Lisa hit me with a moment of clarity on Sunday. She looked at the back corner where pond excavations continue. Last fall I finished digging out the 1933 cement pond that had been completely covered and hidden. This spring I have been digging back three feet around the pond so that I can control rainwater run off and divert it around the pond. I will use retaining wall blocks and try to build an integral bench into one side by reusing some of the cement blocks I recovered from the Front Street house that was torn down.
Anyway, as I've been digging I've hits lots of rocks in the dirt. I took a bunch of those rocks and washed them off. I told her my plan was to build a waterfall at the back of the pond and hide the retaining wall with the stones. I got a pump to place in the pond to take water up behind the rocks and recirculate it. She cocked her head and looked at me and said, "You want to build a grotto don't you?"
I hadn't really considered that, but I should have. Grottos have a mythical place in my memory. One of my grandfather's friends, Matty Hatz, spent years building grottos in his backyard and elsewhere. I vividly remember his waterfall when I was a child. In the town park in my grandparents small town is an enormous grotto statue that Matty built too. At my grandparents' church is a grotto that a local woman built after taking her ailing daughter to be miraculously cured in Lourdes, France.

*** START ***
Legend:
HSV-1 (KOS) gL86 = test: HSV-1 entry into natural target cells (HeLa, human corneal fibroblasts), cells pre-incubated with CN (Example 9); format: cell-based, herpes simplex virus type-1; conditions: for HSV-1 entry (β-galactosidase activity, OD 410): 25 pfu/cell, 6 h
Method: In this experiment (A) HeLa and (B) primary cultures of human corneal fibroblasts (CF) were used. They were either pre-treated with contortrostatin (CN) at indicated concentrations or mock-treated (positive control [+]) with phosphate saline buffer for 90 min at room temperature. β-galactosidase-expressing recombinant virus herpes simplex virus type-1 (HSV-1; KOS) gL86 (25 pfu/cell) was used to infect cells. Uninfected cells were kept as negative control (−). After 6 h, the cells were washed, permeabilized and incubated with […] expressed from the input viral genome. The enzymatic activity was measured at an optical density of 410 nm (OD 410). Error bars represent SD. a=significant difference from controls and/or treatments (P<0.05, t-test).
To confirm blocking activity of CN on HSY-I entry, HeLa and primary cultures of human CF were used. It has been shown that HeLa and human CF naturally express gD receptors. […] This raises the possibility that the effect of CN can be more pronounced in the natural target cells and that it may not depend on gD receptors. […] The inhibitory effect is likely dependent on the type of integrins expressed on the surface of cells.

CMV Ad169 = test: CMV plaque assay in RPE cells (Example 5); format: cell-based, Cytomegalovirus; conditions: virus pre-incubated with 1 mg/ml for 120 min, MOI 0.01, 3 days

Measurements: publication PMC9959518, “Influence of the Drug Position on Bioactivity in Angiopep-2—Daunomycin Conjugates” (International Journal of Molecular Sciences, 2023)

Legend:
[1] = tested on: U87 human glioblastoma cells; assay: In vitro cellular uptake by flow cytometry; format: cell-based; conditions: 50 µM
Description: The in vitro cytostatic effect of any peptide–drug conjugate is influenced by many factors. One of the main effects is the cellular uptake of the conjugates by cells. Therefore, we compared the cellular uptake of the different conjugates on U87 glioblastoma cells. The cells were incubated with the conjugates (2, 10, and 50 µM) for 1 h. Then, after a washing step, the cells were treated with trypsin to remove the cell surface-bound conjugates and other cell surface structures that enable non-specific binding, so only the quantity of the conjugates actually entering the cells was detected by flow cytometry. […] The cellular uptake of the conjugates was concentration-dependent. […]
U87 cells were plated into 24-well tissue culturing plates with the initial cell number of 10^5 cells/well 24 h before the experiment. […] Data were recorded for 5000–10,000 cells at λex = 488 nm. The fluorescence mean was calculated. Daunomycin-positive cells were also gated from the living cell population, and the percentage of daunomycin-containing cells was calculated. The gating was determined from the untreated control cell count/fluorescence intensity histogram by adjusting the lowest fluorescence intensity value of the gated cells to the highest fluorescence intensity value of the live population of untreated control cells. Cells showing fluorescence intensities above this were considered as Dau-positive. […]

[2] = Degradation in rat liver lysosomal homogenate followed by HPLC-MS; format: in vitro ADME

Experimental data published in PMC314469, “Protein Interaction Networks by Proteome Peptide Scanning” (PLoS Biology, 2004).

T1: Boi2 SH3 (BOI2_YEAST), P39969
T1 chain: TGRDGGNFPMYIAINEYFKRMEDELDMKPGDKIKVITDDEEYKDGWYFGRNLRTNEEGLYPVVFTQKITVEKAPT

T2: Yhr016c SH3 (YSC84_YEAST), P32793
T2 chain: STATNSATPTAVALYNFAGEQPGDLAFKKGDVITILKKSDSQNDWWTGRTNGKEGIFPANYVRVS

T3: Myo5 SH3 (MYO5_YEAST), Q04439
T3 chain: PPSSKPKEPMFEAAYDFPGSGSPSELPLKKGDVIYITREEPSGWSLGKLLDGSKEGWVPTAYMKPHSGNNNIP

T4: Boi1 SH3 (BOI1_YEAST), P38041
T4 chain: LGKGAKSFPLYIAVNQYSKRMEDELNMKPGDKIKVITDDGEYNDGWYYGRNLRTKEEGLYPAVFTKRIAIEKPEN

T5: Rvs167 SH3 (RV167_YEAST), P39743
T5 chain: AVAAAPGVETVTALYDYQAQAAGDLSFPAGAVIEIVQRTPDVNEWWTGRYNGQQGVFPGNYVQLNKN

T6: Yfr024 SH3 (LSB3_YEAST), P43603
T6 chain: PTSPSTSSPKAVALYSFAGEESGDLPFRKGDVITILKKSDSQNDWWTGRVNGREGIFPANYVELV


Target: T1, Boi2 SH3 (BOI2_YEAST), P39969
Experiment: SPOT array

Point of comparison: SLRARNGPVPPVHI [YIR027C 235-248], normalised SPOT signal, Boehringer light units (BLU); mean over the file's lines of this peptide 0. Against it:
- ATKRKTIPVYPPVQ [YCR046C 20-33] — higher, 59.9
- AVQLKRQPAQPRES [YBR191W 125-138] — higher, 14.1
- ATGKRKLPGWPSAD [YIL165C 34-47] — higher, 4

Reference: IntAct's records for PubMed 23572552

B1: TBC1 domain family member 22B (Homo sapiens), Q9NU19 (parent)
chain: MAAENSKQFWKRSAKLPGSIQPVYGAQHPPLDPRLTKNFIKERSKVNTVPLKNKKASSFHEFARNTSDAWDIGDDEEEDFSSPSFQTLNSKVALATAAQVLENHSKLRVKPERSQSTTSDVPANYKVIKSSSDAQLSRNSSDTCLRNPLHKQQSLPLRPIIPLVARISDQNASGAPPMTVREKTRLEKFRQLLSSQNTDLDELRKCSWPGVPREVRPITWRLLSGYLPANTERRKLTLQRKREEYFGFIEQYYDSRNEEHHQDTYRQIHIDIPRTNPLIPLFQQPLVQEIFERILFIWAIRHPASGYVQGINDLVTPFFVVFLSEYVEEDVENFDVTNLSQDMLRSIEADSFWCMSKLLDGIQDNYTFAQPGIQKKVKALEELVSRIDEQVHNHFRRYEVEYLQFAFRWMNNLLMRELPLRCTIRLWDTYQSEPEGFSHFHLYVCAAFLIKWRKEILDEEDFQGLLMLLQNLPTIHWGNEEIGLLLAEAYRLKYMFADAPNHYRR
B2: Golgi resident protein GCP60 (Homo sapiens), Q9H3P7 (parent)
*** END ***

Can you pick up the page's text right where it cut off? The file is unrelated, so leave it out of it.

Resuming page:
In our neighborhood growing up was a sign in a house on Summit Street advertising the World's Smallest Church Grotto." Sadly I don't think it is still there.
But perhaps the most striking memory is looking at old photos of grandma's. Being farmers during the depression they hardly ever took time off, but if they did take a trip it was always to the same place, the West Bend Grotto. Officially known as the Grotto of the Redemption, it is pretty amazing. Started by Father Mathias Dobberstein (another "Matty") in 1912 he worked on it until his death in 1954. His assistant and also another priest continued work. The grotto today draws 100,000 visitors a year, not bad for small town Iowa. Lisa and I finally made it there in 1993 on RAGBRAI.
So on the small chance I run out of other projects here I can always keep expanding a grotto around the pond.
My brother, Jim, told me last year he wants to build a grotto in his backyard too.